NASA passes ‘major milestone’ en route to Mars

NASA has surpassed a ‘major milestone’ on its last mission to Mars, as the space agency was able to successfully attach the helicopter to the Perseverance rover, known as Ingenuity.

The six lithium-ion batteries that support Ingenuity and were charged on August 7, NASA said in a statement. It took eight hours for Ingenuity’s batteries to charge 35 percent.

“This was a major milestone, as it was our first opportunity to engage Ingenuity and give their electronics a ‘test drive’ since we launched on July 30,” said Tim Canham, operations manager for Mars Helicopter at NASA’s Jet Propulsion Laboratory, in the statement. “Since everything went through the book, we will be performing the same activity about every two weeks to maintain an acceptable condition.”

Ingenuity receives its power from the core system of the Perseverance rover, known as a Multi-Mission Radioisotope Thermoelectric Generator, supplied by the Department of Energy.

The ‘copter’, which weighs 4 pounds, allows researchers to understand the viability and potential of heavier-than-air cars on the Red Planet.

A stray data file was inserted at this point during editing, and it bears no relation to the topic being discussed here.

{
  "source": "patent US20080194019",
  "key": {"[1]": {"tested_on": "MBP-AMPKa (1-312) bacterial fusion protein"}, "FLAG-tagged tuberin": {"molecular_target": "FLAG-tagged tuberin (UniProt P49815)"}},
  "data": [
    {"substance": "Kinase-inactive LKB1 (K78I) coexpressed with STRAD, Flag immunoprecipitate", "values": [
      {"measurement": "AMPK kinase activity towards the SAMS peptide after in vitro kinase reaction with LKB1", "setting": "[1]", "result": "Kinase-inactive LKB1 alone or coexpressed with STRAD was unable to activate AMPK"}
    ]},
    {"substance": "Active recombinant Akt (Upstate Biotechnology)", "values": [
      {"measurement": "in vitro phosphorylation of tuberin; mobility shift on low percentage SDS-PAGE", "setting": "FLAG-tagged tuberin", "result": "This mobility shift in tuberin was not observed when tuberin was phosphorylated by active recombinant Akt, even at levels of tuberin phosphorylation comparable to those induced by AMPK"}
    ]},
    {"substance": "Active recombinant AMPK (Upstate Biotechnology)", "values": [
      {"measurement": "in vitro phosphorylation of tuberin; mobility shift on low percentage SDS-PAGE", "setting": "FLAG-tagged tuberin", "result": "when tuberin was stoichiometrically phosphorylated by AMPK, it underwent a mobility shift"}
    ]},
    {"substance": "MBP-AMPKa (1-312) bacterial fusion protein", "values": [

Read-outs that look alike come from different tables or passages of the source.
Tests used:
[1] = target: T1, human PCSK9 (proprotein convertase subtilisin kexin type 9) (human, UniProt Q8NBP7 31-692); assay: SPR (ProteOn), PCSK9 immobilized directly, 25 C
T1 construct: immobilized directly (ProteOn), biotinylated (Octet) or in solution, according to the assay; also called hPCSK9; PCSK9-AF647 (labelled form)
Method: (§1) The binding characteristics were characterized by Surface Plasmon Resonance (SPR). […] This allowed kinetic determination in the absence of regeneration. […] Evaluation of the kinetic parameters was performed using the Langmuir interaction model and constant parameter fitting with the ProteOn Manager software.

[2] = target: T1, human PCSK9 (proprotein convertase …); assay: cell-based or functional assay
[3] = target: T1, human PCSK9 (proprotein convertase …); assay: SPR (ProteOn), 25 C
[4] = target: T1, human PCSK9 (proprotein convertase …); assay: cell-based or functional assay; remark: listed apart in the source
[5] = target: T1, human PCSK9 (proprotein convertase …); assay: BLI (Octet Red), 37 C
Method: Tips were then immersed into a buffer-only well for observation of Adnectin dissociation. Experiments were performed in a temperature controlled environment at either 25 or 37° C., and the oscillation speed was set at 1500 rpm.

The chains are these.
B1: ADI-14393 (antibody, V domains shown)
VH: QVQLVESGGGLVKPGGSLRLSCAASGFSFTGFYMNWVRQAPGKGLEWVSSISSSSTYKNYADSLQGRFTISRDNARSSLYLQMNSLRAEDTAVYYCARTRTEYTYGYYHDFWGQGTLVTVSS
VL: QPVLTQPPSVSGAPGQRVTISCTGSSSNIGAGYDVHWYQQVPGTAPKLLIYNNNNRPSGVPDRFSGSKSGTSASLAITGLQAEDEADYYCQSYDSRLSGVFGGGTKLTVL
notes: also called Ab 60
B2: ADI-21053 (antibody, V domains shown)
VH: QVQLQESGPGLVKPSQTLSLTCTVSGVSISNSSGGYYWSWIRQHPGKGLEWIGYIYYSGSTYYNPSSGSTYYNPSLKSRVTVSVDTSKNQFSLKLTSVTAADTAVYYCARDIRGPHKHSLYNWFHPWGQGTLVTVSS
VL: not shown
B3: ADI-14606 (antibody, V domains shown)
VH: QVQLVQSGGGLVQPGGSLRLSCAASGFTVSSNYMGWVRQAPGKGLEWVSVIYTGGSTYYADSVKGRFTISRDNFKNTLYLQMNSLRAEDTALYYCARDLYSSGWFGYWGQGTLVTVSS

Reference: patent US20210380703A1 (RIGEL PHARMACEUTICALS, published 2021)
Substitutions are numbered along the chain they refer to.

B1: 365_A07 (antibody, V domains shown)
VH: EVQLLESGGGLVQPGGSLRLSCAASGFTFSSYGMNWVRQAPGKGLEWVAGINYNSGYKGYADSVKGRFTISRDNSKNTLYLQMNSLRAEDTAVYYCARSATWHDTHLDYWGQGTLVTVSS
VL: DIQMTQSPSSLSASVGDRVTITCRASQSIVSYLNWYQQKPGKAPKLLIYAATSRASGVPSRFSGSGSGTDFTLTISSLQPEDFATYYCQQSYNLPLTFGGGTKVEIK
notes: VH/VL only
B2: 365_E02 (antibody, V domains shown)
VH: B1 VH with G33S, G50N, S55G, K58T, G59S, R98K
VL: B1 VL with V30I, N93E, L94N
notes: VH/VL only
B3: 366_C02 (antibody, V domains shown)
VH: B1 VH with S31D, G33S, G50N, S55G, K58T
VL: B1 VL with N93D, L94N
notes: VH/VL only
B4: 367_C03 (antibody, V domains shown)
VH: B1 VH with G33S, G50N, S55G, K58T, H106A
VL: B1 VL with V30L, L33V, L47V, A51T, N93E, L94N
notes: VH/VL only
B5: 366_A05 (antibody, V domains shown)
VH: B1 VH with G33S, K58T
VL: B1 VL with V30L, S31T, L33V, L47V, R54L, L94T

Assuming that perseverance successfully hits the Martian surface, scheduled to take place on February 18, 2021, Ingenuity will take a few test flights. After successful deployment, Ingenuity will be powered by its solar panel and not rely on the rover for power.

“This cargo activity shows that we have survived the launch and that we can handle the harsh environment of interplanetary space so far,” said MiMi Aung, Ingenuity Mars Helicopter Project Manager at JPL. “We have to go many more firsts before we can attempt the first experimental flight test on another planet, but at the moment we all feel very good about the future.”

The Perseverance rover launched into space at 7:50 a.m. on July 30 at 7:50 a.m. on the United Launch Alliance Atlas V rocket. The mission is expected to last at least one Martian year or about 687 days.

While on the Red Planet, the rover will perform a variety of different functions, including searching for evidence of ancient life.

NASA’s long-term goal is to send a manned mission to Mars by 2030.